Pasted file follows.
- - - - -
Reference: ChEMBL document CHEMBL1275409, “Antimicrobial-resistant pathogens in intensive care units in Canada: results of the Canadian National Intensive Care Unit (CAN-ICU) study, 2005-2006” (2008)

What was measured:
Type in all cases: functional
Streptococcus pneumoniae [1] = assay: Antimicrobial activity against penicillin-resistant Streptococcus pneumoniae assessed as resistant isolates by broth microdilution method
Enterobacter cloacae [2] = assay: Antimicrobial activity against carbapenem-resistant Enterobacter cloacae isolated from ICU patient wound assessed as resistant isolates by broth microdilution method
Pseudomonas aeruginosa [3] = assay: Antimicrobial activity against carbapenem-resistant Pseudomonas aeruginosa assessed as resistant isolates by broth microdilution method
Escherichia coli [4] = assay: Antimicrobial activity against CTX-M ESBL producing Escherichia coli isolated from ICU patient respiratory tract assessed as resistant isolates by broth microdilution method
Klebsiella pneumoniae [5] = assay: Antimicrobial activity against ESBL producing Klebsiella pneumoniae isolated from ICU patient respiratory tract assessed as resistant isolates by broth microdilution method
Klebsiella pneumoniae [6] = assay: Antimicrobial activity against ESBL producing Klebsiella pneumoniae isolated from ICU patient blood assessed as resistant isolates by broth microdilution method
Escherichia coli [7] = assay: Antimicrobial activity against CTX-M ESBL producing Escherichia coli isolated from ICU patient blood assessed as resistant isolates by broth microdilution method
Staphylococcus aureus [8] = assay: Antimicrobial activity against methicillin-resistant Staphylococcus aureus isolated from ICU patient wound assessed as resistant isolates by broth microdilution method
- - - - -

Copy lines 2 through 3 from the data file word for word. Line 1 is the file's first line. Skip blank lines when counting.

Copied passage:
What was measured:
Type in all cases: functional